Part 1 of 2 Category: Ear Training and also in the Chord and Scale Categories.
A tetrachord is a four note scale. You could look at a major scale as being made up of two tetrachords: CDEF as the first tetrachord and GABC as the second tetrachord.

These examples are major tetrachords. You could think of a Dorian scale to produce two minor tetrachords: CDEbF is the first minor tetrachord and GABbC is the second tetrachord.
In this video lesson, I explore the minor tetrachord over four dominant seventh chords.

This lesson provided an ear-training breakthrough for me when I first discovered this practice approach. The video shows you how to train your ear to recognize the harmonic differences of the notes of the tetrachord when placed over four dominant seventh chords.

It is important to note the the minor tetrachord fits many more than four chords, but for the purpose of this particular lesson, I wanted to narrow the focus for the sake of ear training and explore the sounds of two different minor tetrachords over four dominant chords.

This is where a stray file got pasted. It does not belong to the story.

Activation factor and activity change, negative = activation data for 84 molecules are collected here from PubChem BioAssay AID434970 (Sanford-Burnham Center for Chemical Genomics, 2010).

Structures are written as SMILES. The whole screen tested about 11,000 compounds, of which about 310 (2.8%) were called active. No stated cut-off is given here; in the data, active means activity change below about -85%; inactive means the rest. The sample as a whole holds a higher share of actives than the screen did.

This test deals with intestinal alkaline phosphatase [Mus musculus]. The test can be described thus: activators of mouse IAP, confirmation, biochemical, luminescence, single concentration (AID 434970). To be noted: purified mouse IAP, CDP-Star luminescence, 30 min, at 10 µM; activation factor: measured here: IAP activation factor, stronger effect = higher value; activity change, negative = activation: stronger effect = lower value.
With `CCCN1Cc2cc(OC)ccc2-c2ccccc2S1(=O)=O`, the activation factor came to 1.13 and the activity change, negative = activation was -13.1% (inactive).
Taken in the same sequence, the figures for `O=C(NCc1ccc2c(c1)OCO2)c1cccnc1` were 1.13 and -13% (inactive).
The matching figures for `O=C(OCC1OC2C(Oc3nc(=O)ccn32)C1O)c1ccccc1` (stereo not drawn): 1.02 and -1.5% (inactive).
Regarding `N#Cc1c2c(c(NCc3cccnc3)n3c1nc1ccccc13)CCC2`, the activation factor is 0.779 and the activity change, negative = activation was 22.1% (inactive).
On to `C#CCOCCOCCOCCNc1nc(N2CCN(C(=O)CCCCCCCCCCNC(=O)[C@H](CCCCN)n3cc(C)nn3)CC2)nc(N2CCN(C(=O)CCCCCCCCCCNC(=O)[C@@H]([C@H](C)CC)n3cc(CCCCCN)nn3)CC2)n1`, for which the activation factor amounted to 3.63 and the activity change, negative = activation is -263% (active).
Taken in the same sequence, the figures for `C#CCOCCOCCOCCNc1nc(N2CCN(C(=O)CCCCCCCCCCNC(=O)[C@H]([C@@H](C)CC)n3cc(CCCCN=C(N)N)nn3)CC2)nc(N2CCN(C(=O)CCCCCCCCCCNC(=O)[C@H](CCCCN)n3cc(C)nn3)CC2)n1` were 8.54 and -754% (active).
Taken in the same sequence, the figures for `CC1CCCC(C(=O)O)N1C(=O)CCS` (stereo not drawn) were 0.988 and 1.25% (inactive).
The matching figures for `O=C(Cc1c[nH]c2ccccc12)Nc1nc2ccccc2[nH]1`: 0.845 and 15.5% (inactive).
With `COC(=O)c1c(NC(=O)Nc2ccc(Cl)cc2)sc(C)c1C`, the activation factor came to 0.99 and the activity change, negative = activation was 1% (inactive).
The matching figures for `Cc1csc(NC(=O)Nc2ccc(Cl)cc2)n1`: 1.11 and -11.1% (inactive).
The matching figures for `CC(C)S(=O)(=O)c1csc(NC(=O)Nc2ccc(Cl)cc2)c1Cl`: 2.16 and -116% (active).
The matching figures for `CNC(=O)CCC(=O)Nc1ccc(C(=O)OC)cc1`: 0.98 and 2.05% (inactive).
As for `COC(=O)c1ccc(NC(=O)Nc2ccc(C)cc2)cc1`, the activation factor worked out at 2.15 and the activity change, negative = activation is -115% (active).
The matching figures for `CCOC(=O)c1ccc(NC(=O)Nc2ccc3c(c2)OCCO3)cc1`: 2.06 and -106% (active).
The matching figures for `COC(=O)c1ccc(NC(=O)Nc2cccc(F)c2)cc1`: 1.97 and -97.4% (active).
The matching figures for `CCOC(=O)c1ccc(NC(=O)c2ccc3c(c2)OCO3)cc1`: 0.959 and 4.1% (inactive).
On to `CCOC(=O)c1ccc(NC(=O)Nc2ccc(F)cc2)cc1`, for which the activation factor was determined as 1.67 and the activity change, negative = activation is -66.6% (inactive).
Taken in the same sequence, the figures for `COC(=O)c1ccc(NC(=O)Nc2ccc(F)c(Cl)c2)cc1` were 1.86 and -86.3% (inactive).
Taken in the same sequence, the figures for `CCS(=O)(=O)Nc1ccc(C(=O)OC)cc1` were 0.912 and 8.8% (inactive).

This approach combines many different categories of study; it’s a scale study because of the tetrachord (a four note scale), It’s a chord study, and it’s also an interval study as well as an ear training system. Includes detailed PDF practice notes for Bb, Eb and C instruments.


LESSON 2: (Part 2) Minor Tetrachord over Four Dominant Seventh Chords

Part 2 of the lesson on minor tetrachords. This portion of the lesson focuses on using tritone intervals created by combining notes of two different minor tetrachords.

The notes are then placed over the four dominant seventh chords to produce a strong melodic and harmonic effect over each chord.


LESSON 3: Pinky Control – The Secret to Smooth Technique

In this video lesson, I share a concept that completely transformed my technique on the horn.

In 1995 I was on a four-month gig in Singapore. It was a wonderful gig, playing four hours a night, free all day to practice my horn. I decided to rebuild my technique. I wanted to improve my speed, fluidity and smoothness.

At that time I was transcribing a LOT of Stan Getz. Getz’s technique is so clean and smooth. When I was playing along with his recordings, I noticed something…a lot of his lines involved a lot of pressing of the pinky keys, in both the left and right hand. I noticed that my pinkies